The jury found defendant guilty of two counts of criminal sexual assault. The court entered judgment on the verdict. Defendant filed a posttrial motion, which was heard at his sentencing hearing.

On appeal, defendant first contends that he was not proven guilty beyond a reasonable doubt, as the State failed to prove that complainant was unable to give knowing consent and failed to prove that any force was used or threatened to accomplish sexual penetration. Defendant claims that only complainant and Roseanne Helton (Helton), a case coordination unit coordinator who has complainant on her case load, provided the evidence that established that complainant was unable to consent and that this evidence was insufficient. With regard to the use of force, defendant argues that the State's evidence revealed that defendant took complainant by the hand and led her to the bed, re-arranged her clothing and sexually penetrated her, without struggle or protest by complainant. Further, defendant did not threaten complainant. Defendant contends that this evidence does not establish the use of force necessary to prove him guilty beyond a reasonable doubt of that count of criminal sexual assault. We disagree as to both arguments.

We first address defendant's claim that the evidence failed to establish that complainant was unable to knowingly consent to sexual intercourse. When reviewing the sufficiency of the evidence of a conviction, the standard for review is whether, after viewing the evidence in the light most favorable to the prosecution, any rational trier of fact could have found the essential elements of the crime beyond a reasonable doubt. ( People v. Bowen (1993), 241 Ill. App. 3d 608, 609 N.E.2d 346, 182 Ill. Dec. 43.) In applying this standard, a court of review cannot substitute its assessment of the evidence and the inferences to be drawn from it for that of the trier of fact. ( Bowen, 241 Ill. App. 3d 608, 609 N.E.2d 346, 182 Ill. Dec. 43.) Because much of defendant's argument concerns the credibility of the witnesses, we must also keep in mind the principle that it is the trier of fact who determines the witnesses' credibility, and we cannot substitute our judgment of credibility for that of the trier of fact. ( Bowen, 241 Ill. App. 3d 608, 609 N.E.2d 346, 182 Ill. Dec. 43.) We find that the evidence was sufficient for a rational trier of fact to find defendant guilty of criminal sexual assault and that complainant was unable to give knowing consent to the act of sexual intercourse.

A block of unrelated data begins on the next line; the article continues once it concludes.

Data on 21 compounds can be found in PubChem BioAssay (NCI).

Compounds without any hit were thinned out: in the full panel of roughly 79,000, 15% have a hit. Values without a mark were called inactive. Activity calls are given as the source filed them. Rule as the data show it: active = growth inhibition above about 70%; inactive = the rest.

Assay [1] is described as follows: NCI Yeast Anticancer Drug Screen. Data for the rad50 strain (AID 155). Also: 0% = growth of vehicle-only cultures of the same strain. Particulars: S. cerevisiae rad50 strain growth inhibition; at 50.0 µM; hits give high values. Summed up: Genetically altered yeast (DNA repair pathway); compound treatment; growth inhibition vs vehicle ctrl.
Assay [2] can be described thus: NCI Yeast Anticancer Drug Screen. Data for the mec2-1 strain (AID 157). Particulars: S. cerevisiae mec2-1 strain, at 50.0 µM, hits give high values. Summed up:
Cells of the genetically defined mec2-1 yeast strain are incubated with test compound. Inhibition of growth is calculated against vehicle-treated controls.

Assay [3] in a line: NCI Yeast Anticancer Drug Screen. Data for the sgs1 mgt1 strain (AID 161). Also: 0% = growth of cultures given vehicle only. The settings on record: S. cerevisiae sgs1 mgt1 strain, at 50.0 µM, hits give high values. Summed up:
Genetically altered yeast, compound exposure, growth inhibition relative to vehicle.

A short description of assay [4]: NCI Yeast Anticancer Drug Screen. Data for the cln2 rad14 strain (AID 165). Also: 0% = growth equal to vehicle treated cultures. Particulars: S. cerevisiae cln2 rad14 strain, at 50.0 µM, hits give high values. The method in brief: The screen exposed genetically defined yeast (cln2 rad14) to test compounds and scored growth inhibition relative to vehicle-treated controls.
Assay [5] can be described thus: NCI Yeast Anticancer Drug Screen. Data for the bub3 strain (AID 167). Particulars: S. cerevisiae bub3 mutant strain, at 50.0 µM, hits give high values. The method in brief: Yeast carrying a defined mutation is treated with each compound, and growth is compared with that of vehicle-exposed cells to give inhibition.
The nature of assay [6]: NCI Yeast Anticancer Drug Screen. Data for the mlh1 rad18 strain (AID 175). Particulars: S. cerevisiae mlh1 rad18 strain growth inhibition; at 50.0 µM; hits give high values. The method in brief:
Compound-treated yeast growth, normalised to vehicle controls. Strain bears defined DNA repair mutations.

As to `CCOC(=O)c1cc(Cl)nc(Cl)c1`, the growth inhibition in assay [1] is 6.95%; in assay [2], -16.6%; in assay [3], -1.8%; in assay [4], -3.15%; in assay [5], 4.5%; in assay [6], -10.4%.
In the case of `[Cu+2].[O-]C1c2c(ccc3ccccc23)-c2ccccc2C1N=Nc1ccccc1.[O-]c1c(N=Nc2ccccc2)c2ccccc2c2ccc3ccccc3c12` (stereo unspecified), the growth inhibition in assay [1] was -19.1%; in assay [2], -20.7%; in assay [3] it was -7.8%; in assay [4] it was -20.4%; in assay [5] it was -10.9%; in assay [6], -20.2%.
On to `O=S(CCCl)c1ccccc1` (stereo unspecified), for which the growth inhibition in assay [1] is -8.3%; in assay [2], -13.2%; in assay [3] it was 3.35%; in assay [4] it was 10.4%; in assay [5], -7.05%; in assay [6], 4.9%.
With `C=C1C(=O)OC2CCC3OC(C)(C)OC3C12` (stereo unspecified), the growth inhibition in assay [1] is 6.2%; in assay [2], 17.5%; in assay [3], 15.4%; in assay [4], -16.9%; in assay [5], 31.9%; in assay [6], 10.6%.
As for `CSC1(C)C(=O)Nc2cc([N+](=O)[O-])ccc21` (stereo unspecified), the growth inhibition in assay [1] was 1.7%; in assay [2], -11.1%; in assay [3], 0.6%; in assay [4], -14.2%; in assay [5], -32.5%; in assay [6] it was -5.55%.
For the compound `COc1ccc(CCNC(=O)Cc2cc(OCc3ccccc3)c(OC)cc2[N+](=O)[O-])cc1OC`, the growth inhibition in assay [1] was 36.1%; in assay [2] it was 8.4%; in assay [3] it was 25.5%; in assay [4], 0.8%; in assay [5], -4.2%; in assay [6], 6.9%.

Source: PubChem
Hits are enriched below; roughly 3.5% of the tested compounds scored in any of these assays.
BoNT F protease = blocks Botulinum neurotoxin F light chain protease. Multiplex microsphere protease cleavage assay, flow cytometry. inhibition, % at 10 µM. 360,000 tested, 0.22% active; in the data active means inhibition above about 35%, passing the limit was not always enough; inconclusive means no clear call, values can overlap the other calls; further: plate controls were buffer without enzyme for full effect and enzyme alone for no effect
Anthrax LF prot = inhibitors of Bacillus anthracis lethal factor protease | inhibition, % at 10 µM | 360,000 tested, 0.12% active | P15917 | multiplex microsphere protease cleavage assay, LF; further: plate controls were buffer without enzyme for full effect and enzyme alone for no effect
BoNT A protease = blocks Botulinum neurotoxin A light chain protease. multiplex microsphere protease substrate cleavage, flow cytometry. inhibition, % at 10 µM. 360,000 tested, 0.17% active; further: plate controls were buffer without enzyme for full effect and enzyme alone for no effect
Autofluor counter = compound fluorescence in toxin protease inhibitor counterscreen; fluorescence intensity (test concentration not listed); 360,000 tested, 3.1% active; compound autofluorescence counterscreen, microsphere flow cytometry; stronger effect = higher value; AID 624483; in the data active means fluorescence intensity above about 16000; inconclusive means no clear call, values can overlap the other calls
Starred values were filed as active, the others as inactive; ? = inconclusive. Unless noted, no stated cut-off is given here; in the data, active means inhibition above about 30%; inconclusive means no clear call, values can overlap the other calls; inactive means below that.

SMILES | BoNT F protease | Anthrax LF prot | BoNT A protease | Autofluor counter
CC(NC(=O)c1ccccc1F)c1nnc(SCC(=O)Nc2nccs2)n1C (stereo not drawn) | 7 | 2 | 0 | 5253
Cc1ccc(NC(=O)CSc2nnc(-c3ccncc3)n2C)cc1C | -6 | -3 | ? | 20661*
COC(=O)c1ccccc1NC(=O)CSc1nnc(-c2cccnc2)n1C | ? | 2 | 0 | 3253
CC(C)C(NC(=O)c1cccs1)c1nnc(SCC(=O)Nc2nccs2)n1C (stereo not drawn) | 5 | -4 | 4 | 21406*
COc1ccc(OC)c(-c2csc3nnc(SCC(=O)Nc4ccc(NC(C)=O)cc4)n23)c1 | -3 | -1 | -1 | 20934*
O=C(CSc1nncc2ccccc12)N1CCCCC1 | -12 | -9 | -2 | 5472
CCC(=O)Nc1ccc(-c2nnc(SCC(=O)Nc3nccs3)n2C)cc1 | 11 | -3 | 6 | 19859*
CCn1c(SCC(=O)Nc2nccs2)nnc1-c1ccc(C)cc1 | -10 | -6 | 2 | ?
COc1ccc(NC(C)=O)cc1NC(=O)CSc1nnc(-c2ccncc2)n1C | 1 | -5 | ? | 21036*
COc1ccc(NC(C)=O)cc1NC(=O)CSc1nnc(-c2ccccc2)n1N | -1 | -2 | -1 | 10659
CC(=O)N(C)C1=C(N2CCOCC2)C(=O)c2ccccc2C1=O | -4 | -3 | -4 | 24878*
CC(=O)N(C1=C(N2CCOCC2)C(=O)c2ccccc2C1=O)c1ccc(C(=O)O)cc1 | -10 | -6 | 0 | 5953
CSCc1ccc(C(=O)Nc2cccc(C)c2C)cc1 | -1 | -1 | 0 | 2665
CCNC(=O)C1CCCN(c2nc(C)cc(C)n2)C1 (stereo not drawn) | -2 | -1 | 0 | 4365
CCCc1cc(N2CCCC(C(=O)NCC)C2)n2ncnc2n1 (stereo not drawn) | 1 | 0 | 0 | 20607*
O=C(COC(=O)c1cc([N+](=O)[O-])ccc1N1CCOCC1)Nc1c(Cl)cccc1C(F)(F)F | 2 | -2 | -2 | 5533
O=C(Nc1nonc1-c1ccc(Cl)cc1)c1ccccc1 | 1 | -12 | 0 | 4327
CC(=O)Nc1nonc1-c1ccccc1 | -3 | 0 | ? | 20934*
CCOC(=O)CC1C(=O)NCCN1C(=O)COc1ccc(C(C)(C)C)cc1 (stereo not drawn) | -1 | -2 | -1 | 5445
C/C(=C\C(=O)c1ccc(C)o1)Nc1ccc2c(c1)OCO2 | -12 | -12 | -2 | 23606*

Complainant's testimony revealed that she did not consent to sexual intercourse with defendant. She testified that defendant did not ask her permission, and in fact, he did not say a word to her. Complainant stated that she did not give him permission to have sex with her and that she did not want to have sex with defendant. Complainant admitted that she did not cry out when defendant violated her. However, a victim's failure to cry out or to escape at the earliest opportunity is not determinative of whether the victim consented to sexual intercourse. ( Bowen, 241 Ill. App. 3d 608, 609 N.E.2d 346, 182 Ill. Dec. 43.) Similarly, although complainant did not fight or struggle with defendant, this fact is not evidence that she consented to the sexual act. Bowen, 241 Ill. App. 3d 608, 609 N.E.2d 346, 182 Ill. Dec. 43.

Complainant testified that she had not received any sex education. Additionally, Helton testified that complainant had an IQ of 54 and was mildly mentally retarded, but that she functioned at the 9-year-9-month-old level. While complainant cooked some meals for herself and could go shopping and received money for her work at the rehabilitation center, the evidence presented at trial created the inference that she had never lived alone. Helton had known complainant for about 12 years and had counseled her regularly regarding her problems in dealing with other people. Helton also testified that, in her opinion, complainant would not understand the long-term ramifications ...